The less high-tech and most popular of all debugging techniques is the usage of log statements in order to follow the evolution of an application’s state. In Mule, the state you’re interested in resides in the messages that are flowing through your configuration and, possibly, custom code.
If you’re running your Mule configuration from Anypoint Studio, the log outputs are visible right in Anypoint Studio’s console window. If you’re running Mule from the command line, the logs are visible in your OS console.
Mule’s standalone logging configuration is stored in <Mule Installation Directory>/conf/log4j2.xml: edit this file if you need to change the verbosity of the log output.
Note: If you are using Anypoint Studio, the log output appears in the
.mule directory of your Studio workspace.
For example on a Mac, for an application called
Basic Tutorial, the log output is in this file:
The log component is a quick and easy way to log the payload of an in-flight message. Add it anywhere in a message flow you want to probe your message:
<flow name="FlowWithLoggers"> <http:listener config-ref="HTTP_Listener_Configuration1" path="hello" doc:name="HTTP"/> <logger level="INFO" doc:name="Logger-before"/> <base64-encoder-transformer/> <logger level="INFO" doc:name="Logger-after"/> <vm:outbound-endpoint path="next.in.line" /> </flow>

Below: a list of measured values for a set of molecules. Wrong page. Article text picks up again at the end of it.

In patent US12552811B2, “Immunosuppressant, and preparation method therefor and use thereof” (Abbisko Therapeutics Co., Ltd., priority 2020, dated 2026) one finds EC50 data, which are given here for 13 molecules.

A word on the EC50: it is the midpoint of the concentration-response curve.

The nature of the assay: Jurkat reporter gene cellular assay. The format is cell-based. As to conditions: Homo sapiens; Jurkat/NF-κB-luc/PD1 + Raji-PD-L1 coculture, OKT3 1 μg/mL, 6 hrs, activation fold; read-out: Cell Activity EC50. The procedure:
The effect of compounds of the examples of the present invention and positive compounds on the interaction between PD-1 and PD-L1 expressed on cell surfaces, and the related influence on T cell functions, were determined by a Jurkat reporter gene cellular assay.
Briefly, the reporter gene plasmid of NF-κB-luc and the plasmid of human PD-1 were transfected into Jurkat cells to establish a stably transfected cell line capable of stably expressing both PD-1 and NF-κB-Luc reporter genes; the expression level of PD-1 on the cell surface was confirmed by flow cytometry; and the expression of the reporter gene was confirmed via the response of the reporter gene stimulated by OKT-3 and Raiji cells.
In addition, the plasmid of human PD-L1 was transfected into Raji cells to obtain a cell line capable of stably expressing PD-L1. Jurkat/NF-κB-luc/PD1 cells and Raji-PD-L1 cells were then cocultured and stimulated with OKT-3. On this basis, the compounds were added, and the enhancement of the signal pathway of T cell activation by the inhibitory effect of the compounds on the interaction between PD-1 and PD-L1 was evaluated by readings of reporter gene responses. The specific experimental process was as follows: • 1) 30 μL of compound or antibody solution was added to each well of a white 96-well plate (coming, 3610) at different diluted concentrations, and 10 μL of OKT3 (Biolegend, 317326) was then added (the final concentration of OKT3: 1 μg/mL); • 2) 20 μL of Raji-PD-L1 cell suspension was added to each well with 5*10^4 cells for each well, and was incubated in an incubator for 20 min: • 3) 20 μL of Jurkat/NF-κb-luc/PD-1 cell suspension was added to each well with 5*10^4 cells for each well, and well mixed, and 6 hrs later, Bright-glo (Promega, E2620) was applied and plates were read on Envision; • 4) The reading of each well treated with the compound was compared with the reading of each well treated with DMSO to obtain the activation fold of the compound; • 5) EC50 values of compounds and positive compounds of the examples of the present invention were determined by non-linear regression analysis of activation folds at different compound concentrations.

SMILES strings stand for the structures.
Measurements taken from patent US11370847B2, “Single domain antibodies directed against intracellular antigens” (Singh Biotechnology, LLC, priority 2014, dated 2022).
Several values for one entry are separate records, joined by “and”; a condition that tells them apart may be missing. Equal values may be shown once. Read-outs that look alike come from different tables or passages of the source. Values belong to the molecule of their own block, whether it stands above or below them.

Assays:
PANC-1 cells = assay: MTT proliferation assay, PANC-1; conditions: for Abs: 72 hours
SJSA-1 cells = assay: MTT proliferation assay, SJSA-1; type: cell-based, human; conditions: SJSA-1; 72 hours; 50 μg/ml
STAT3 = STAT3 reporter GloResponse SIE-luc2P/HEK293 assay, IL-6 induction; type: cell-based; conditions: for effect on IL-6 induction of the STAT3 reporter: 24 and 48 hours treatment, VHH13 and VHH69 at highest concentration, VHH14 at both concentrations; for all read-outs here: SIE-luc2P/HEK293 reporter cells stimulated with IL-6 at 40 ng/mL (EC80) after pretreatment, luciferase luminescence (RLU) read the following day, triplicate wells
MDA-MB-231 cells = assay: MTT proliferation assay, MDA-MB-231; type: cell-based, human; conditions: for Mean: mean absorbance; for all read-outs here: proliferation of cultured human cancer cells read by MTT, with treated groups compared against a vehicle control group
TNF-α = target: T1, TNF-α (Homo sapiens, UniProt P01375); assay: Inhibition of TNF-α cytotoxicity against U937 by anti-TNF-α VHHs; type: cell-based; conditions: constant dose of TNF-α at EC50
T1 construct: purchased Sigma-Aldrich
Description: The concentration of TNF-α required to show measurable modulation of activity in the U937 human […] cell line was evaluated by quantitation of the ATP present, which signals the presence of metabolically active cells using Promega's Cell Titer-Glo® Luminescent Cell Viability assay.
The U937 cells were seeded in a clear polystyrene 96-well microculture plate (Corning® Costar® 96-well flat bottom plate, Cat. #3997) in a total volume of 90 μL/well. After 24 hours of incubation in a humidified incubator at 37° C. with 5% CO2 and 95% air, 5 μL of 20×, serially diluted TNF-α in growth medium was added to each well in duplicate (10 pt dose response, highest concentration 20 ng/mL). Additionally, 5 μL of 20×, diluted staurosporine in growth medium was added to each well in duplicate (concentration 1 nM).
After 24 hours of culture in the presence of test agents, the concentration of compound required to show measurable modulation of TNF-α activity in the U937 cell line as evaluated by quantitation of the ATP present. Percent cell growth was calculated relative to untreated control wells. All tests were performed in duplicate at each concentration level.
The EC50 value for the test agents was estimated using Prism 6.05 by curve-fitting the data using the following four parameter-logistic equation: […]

If you need more details about the message, a simple scripted logging component like the following can come handy:
<scripting:script name="Logger" engine="groovy"> <scripting:text>log.info(message); log.info(payload); message</scripting:text> </scripting:script>
You can refer to it from anywhere in your flows:
<flow name="FlowWithLoggers"> <http:listener config-ref="HTTP_Listener_Configuration1" path="hello" doc:name="HTTP"/> <scripting:component script-ref="Logger" /> <base64-encoder-transformer/> <scripting:component script-ref="Logger" /> <vm:outbound-endpoint path="next.in.line" /> </flow>
For more on how to use the Logger component in Studio, see Logger Component Reference
You can configure what gets logged, where it gets logged, and how by editing a configuration file that sits in your project. For a description of what you can do through this and instructions on how to set it up, see Logging in Mule.